From the September 2006 issue

Phil Harrington’s binocular universe: Target the arrow

September 2006: We need to look no farther than the tiny summer constellation of Sagitta to find an arrow shot by Heracles (in Roman mythology, Hercules).
By | Published: September 1, 2006
Phil Harrington
In his poem, “The Arrow and The Song,” Henry Wadsworth Longfellow (1807–1882) wrote: “I shot an arrow into the air, it fell to earth, I knew not where.” This might have been true for him, but we need to look no farther than the tiny summer constellation of Sagitta to find an arrow shot by Heracles (in Roman mythology, Hercules).
According to one legend, Heracles shot the arrow at Aquila the Eagle, whom Zeus had sent to attack Prometheus for stealing fire from the gods. Other legends tell how Sagittarius, Centaurus, and even Cupid shot at Sagitta.

Sagitta gets its shape from five faint stars that lie about a third of the way from Altair to Deneb along the eastern side of the Summer Triangle. The small constellation may just squeeze into your binoculars’ field of view, giving you a great chance to compare the stars’ brightnesses and colors.

Two of the stars along the arrow’s shaft, labeled Delta (δ) and Gamma (γ) Sagittae, are red giants, while Eta (η) Sagittae — at the arrow’s eastern tip — is an orange giant. The two tail-feather stars, Alpha (α) and Beta (β) Sagittae, are yellow giants. Soften your binoculars’ focus just a bit to enhance the stars’ subtle colors.

The arrow also contains a pair of challenging star clusters near 9 Sagittae, a dim star midway between Delta and Gamma. The first, M71 (NGC 6878), is found just to the star’s east-northeast. Look for the cluster’s dim splotch of grayish light against a starry backdrop.

For years, M71 remained a mystery: Was it a densely packed open cluster, like the Wild Duck Cluster (M11) in Scutum (discussed in this column in the September 2005 issue, “Open a star window”), or was M71 a loosely packed globular cluster? Early analyses were inconclusive, but recent studies using improved techniques prove M71’s status as a globular cluster, albeit an unusual one.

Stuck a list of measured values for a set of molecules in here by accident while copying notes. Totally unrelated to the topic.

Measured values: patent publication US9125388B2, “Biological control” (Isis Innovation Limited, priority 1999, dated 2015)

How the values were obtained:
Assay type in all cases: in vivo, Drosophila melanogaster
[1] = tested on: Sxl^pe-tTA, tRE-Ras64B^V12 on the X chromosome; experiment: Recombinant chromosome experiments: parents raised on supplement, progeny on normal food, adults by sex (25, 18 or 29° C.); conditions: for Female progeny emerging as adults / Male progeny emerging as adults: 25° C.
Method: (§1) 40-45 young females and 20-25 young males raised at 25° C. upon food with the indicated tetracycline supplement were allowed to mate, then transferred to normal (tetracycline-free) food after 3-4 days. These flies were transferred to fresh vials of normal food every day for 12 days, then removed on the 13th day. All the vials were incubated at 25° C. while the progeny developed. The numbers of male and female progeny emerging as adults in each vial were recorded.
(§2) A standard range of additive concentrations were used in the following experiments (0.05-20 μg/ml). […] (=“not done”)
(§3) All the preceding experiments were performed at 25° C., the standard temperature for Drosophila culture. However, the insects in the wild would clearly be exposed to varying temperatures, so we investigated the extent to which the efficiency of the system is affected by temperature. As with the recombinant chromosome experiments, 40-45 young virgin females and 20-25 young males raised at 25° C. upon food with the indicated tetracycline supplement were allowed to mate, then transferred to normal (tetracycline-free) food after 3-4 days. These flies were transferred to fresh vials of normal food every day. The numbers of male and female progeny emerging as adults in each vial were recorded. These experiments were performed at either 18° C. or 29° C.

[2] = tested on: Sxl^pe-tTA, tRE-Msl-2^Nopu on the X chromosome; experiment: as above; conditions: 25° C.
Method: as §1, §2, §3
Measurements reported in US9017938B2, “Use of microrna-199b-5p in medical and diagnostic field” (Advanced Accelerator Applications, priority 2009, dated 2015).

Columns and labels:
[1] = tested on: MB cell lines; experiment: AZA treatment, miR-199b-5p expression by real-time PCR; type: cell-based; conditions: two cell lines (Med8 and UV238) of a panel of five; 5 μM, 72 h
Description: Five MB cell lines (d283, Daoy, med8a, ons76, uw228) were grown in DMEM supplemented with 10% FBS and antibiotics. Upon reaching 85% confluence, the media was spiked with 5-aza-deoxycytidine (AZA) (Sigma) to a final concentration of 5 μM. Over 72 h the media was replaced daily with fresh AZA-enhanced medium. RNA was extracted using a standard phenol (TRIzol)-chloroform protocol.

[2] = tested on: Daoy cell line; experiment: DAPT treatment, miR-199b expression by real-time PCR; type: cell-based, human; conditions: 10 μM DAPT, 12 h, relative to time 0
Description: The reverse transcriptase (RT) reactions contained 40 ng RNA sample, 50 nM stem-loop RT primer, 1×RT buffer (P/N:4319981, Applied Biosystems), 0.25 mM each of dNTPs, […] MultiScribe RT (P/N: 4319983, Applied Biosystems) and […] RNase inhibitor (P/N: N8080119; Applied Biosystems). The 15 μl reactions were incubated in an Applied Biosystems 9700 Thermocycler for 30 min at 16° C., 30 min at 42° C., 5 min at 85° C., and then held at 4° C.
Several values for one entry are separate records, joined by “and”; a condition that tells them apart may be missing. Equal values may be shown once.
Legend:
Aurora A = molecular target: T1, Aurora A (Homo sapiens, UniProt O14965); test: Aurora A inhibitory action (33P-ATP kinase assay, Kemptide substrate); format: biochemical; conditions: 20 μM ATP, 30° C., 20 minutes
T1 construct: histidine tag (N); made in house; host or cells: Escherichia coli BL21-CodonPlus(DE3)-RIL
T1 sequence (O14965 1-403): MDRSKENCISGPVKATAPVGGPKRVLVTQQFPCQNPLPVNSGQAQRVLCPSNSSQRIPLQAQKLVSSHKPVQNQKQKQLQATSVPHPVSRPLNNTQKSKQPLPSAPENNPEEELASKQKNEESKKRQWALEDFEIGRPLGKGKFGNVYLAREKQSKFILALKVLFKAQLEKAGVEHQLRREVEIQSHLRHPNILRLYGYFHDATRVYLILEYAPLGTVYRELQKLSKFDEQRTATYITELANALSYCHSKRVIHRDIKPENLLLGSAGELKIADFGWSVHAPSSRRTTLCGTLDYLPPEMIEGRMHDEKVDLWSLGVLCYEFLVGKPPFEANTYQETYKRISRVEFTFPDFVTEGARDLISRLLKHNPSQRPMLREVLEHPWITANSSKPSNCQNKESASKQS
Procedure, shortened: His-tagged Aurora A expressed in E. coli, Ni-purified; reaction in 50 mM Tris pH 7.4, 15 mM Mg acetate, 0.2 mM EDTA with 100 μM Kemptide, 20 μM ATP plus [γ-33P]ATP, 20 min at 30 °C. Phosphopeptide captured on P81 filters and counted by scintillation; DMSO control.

Sagitta offers challenges for beginning and advanced binocular observers. This finder chart will help you target some of the objects lurking around the arrow.
Astronomy: Roen Kelly
Can you spot a second, fainter blur of light just to the south of 9 Sagittae? If so, you’ve seen an open star cluster that neither Charles Messier (1730–1817) nor William Herschel (1738–1822) ever saw. Today, we know it as Harvard 20.

Although some 15 to 20 stars call this cluster home, their combined light equals only 8th magnitude, which can make the cluster tricky to spot through binoculars.

Okay, those two targets may be a little daunting, but you should have no trouble with the next. In fact, it can even be seen faintly by the naked eye under dark skies. The Coathanger asterism lies just across the border in the constellation Vulpecula and looks amazingly like its namesake through binoculars. To find it, aim toward the arrow’s tail feathers, and then look about a binocular field to the northwest (up and to the right).

9The shape amazes new stargazers, although, from the Northern Hemisphere, the Coathanger hangs upside down. Six stars aligned in a straight line form its crossbar, while four other points of light curve away to create the hook. The Coathanger is one of my favorite binocular targets in the late summer sky, even if it isn’t a bona fide star cluster. Data gathered by the European Space Agency’s Hipparchos satellite a decade ago prove the stars align by chance, with each lying anywhere from 220 to 1,100 light-years away.

Our last target this month also resides in Vulpecula, but it is most easily found by starting at Eta Sagittae, which marks the arrowhead. Wind your way northward along a zigzagging line of half a dozen faint stars that lead to a tiny blur of dim light. This is M27 (NGC 6853), the famous Dumbbell Nebula. Its shape appears rectangular through 7x and 10x binoculars, while higher magnifications hint at its characteristic hourglass profile. The first planetary nebula ever found, M27 is the still-expanding shell of gas a star expelled 3,000 to 4,000 years ago.

When Heracles shot Sagitta into the air, he may have missed Aquila, but he struck gold for binocular observers. The next chance you get, pay Sagitta a visit and enjoy its unique sights.